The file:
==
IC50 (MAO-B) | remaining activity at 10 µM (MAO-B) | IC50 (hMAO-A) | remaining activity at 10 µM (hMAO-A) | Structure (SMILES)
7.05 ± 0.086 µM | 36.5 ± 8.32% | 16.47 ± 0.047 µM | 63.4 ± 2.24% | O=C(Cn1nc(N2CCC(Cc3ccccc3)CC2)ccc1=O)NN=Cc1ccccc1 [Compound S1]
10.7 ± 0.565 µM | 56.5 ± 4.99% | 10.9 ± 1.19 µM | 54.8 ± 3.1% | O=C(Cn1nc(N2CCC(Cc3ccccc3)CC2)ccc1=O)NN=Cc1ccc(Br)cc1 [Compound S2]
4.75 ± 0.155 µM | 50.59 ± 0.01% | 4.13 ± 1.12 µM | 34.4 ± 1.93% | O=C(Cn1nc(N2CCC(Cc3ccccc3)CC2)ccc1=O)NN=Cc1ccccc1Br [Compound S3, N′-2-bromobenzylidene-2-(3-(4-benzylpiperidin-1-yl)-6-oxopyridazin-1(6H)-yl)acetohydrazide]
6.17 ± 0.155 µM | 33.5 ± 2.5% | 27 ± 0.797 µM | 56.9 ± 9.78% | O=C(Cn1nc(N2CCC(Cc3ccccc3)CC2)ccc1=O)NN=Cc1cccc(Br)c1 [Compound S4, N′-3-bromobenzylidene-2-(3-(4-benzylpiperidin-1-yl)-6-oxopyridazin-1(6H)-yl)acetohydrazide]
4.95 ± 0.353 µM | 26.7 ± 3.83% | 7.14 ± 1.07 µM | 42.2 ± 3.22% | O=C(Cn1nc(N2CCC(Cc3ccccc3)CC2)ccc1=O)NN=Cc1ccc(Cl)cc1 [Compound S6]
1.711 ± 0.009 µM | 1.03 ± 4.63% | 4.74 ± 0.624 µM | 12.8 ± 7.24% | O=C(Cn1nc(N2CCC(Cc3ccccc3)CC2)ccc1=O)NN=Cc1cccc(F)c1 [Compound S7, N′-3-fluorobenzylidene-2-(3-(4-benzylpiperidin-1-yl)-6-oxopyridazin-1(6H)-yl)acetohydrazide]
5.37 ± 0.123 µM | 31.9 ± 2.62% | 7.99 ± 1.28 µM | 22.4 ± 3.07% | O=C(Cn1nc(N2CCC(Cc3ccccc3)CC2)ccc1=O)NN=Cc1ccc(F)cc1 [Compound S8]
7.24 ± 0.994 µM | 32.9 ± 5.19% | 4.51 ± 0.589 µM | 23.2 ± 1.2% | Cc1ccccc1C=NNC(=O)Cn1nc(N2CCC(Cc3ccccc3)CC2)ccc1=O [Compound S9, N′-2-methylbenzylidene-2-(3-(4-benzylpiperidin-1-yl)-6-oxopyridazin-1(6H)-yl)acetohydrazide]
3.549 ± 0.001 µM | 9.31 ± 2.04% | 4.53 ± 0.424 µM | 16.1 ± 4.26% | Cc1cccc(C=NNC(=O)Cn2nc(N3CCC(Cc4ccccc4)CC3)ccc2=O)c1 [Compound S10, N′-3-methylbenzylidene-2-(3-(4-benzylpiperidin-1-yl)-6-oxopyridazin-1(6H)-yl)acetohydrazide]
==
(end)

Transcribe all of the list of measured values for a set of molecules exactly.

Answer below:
IC50 (MAO-B) | remaining activity at 10 µM (MAO-B) | IC50 (hMAO-A) | remaining activity at 10 µM (hMAO-A) | Structure (SMILES)
7.05 ± 0.086 µM | 36.5 ± 8.32% | 16.47 ± 0.047 µM | 63.4 ± 2.24% | O=C(Cn1nc(N2CCC(Cc3ccccc3)CC2)ccc1=O)NN=Cc1ccccc1 [Compound S1]
10.7 ± 0.565 µM | 56.5 ± 4.99% | 10.9 ± 1.19 µM | 54.8 ± 3.1% | O=C(Cn1nc(N2CCC(Cc3ccccc3)CC2)ccc1=O)NN=Cc1ccc(Br)cc1 [Compound S2]
4.75 ± 0.155 µM | 50.59 ± 0.01% | 4.13 ± 1.12 µM | 34.4 ± 1.93% | O=C(Cn1nc(N2CCC(Cc3ccccc3)CC2)ccc1=O)NN=Cc1ccccc1Br [Compound S3, N′-2-bromobenzylidene-2-(3-(4-benzylpiperidin-1-yl)-6-oxopyridazin-1(6H)-yl)acetohydrazide]
6.17 ± 0.155 µM | 33.5 ± 2.5% | 27 ± 0.797 µM | 56.9 ± 9.78% | O=C(Cn1nc(N2CCC(Cc3ccccc3)CC2)ccc1=O)NN=Cc1cccc(Br)c1 [Compound S4, N′-3-bromobenzylidene-2-(3-(4-benzylpiperidin-1-yl)-6-oxopyridazin-1(6H)-yl)acetohydrazide]
4.95 ± 0.353 µM | 26.7 ± 3.83% | 7.14 ± 1.07 µM | 42.2 ± 3.22% | O=C(Cn1nc(N2CCC(Cc3ccccc3)CC2)ccc1=O)NN=Cc1ccc(Cl)cc1 [Compound S6]
1.711 ± 0.009 µM | 1.03 ± 4.63% | 4.74 ± 0.624 µM | 12.8 ± 7.24% | O=C(Cn1nc(N2CCC(Cc3ccccc3)CC2)ccc1=O)NN=Cc1cccc(F)c1 [Compound S7, N′-3-fluorobenzylidene-2-(3-(4-benzylpiperidin-1-yl)-6-oxopyridazin-1(6H)-yl)acetohydrazide]
5.37 ± 0.123 µM | 31.9 ± 2.62% | 7.99 ± 1.28 µM | 22.4 ± 3.07% | O=C(Cn1nc(N2CCC(Cc3ccccc3)CC2)ccc1=O)NN=Cc1ccc(F)cc1 [Compound S8]
7.24 ± 0.994 µM | 32.9 ± 5.19% | 4.51 ± 0.589 µM | 23.2 ± 1.2% | Cc1ccccc1C=NNC(=O)Cn1nc(N2CCC(Cc3ccccc3)CC2)ccc1=O [Compound S9, N′-2-methylbenzylidene-2-(3-(4-benzylpiperidin-1-yl)-6-oxopyridazin-1(6H)-yl)acetohydrazide]
3.549 ± 0.001 µM | 9.31 ± 2.04% | 4.53 ± 0.424 µM | 16.1 ± 4.26% | Cc1cccc(C=NNC(=O)Cn2nc(N3CCC(Cc4ccccc4)CC3)ccc2=O)c1 [Compound S10, N′-3-methylbenzylidene-2-(3-(4-benzylpiperidin-1-yl)-6-oxopyridazin-1(6H)-yl)acetohydrazide]